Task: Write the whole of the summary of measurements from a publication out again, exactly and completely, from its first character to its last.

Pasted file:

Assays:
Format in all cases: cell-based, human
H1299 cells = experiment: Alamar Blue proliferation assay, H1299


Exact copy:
Assays:
Format in all cases: cell-based, human
H1299 cells = experiment: Alamar Blue proliferation assay, H1299